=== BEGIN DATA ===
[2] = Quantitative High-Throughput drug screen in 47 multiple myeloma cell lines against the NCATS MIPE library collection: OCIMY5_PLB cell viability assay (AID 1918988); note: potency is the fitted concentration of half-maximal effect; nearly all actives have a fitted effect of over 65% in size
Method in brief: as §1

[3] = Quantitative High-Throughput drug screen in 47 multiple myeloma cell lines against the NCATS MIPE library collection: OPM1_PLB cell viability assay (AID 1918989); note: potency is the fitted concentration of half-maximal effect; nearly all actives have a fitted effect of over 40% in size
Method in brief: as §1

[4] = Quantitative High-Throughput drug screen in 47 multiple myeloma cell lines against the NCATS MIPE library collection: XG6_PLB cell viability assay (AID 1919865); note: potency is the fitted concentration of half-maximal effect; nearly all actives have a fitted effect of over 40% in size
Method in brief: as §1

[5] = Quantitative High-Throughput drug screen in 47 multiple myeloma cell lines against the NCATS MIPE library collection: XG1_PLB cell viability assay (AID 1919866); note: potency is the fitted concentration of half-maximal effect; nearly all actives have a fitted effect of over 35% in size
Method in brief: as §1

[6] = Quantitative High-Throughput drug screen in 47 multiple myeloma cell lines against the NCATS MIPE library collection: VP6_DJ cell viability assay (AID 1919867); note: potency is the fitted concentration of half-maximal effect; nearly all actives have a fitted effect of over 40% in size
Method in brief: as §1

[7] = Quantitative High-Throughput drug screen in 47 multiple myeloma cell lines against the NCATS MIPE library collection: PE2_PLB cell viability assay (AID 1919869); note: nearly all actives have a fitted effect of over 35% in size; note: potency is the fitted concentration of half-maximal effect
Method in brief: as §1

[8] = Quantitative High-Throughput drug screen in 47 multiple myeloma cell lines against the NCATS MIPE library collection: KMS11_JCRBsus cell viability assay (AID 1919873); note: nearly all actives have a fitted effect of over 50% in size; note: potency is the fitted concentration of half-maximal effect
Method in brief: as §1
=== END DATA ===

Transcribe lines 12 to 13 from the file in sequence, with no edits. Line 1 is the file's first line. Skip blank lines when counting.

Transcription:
Method in brief: as §1

[8] = Quantitative High-Throughput drug screen in 47 multiple myeloma cell lines against the NCATS MIPE library collection: KMS11_JCRBsus cell viability assay (AID 1919873); note: nearly all actives have a fitted effect of over 50% in size; note: potency is the fitted concentration of half-maximal effect